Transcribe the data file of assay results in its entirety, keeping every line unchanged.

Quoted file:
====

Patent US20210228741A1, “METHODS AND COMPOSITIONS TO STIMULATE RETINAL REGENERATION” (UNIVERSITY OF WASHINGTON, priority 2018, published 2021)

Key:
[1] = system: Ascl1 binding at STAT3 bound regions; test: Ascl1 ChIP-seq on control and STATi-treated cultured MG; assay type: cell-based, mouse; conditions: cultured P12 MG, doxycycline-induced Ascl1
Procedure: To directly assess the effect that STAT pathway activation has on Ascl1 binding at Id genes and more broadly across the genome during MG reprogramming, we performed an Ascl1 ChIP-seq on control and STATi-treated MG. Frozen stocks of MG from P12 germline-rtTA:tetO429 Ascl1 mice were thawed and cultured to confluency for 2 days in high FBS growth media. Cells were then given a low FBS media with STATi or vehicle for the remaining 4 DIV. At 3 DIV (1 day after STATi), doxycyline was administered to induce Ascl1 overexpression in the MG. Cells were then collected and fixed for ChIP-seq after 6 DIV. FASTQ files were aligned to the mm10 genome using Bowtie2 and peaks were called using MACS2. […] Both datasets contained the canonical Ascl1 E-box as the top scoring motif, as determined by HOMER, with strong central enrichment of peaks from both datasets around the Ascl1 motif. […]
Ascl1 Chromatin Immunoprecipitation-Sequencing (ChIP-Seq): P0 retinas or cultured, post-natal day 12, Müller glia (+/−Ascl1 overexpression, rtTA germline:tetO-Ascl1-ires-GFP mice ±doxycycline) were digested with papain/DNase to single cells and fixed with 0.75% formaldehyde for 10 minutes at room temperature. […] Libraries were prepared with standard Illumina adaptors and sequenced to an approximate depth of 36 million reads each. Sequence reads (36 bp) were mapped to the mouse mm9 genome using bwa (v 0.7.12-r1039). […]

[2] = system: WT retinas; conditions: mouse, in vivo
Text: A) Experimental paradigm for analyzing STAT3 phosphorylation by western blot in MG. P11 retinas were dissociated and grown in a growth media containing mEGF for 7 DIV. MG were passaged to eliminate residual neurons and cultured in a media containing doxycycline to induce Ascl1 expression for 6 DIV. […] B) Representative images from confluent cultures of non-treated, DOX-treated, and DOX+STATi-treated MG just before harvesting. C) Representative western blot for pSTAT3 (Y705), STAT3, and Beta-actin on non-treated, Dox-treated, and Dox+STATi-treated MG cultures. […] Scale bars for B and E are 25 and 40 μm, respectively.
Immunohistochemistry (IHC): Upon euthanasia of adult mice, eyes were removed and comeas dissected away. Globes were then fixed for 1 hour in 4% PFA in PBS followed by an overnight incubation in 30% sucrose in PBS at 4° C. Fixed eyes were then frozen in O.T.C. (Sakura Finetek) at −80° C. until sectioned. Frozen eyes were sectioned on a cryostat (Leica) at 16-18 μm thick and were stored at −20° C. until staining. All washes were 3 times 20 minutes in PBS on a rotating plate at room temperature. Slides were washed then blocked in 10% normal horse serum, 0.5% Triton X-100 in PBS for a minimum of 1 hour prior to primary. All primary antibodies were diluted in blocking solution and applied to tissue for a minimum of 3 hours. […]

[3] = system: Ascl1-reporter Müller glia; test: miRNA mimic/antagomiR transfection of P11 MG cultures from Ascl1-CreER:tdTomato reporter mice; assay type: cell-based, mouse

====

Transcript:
Patent US20210228741A1, “METHODS AND COMPOSITIONS TO STIMULATE RETINAL REGENERATION” (UNIVERSITY OF WASHINGTON, priority 2018, published 2021)

Key:
[1] = system: Ascl1 binding at STAT3 bound regions; test: Ascl1 ChIP-seq on control and STATi-treated cultured MG; assay type: cell-based, mouse; conditions: cultured P12 MG, doxycycline-induced Ascl1
Procedure: To directly assess the effect that STAT pathway activation has on Ascl1 binding at Id genes and more broadly across the genome during MG reprogramming, we performed an Ascl1 ChIP-seq on control and STATi-treated MG. Frozen stocks of MG from P12 germline-rtTA:tetO429 Ascl1 mice were thawed and cultured to confluency for 2 days in high FBS growth media. Cells were then given a low FBS media with STATi or vehicle for the remaining 4 DIV. At 3 DIV (1 day after STATi), doxycyline was administered to induce Ascl1 overexpression in the MG. Cells were then collected and fixed for ChIP-seq after 6 DIV. FASTQ files were aligned to the mm10 genome using Bowtie2 and peaks were called using MACS2. […] Both datasets contained the canonical Ascl1 E-box as the top scoring motif, as determined by HOMER, with strong central enrichment of peaks from both datasets around the Ascl1 motif. […]
Ascl1 Chromatin Immunoprecipitation-Sequencing (ChIP-Seq): P0 retinas or cultured, post-natal day 12, Müller glia (+/−Ascl1 overexpression, rtTA germline:tetO-Ascl1-ires-GFP mice ±doxycycline) were digested with papain/DNase to single cells and fixed with 0.75% formaldehyde for 10 minutes at room temperature. […] Libraries were prepared with standard Illumina adaptors and sequenced to an approximate depth of 36 million reads each. Sequence reads (36 bp) were mapped to the mouse mm9 genome using bwa (v 0.7.12-r1039). […]

[2] = system: WT retinas; conditions: mouse, in vivo
Text: A) Experimental paradigm for analyzing STAT3 phosphorylation by western blot in MG. P11 retinas were dissociated and grown in a growth media containing mEGF for 7 DIV. MG were passaged to eliminate residual neurons and cultured in a media containing doxycycline to induce Ascl1 expression for 6 DIV. […] B) Representative images from confluent cultures of non-treated, DOX-treated, and DOX+STATi-treated MG just before harvesting. C) Representative western blot for pSTAT3 (Y705), STAT3, and Beta-actin on non-treated, Dox-treated, and Dox+STATi-treated MG cultures. […] Scale bars for B and E are 25 and 40 μm, respectively.
Immunohistochemistry (IHC): Upon euthanasia of adult mice, eyes were removed and comeas dissected away. Globes were then fixed for 1 hour in 4% PFA in PBS followed by an overnight incubation in 30% sucrose in PBS at 4° C. Fixed eyes were then frozen in O.T.C. (Sakura Finetek) at −80° C. until sectioned. Frozen eyes were sectioned on a cryostat (Leica) at 16-18 μm thick and were stored at −20° C. until staining. All washes were 3 times 20 minutes in PBS on a rotating plate at room temperature. Slides were washed then blocked in 10% normal horse serum, 0.5% Triton X-100 in PBS for a minimum of 1 hour prior to primary. All primary antibodies were diluted in blocking solution and applied to tissue for a minimum of 3 hours. […]

[3] = system: Ascl1-reporter Müller glia; test: miRNA mimic/antagomiR transfection of P11 MG cultures from Ascl1-CreER:tdTomato reporter mice; assay type: cell-based, mouse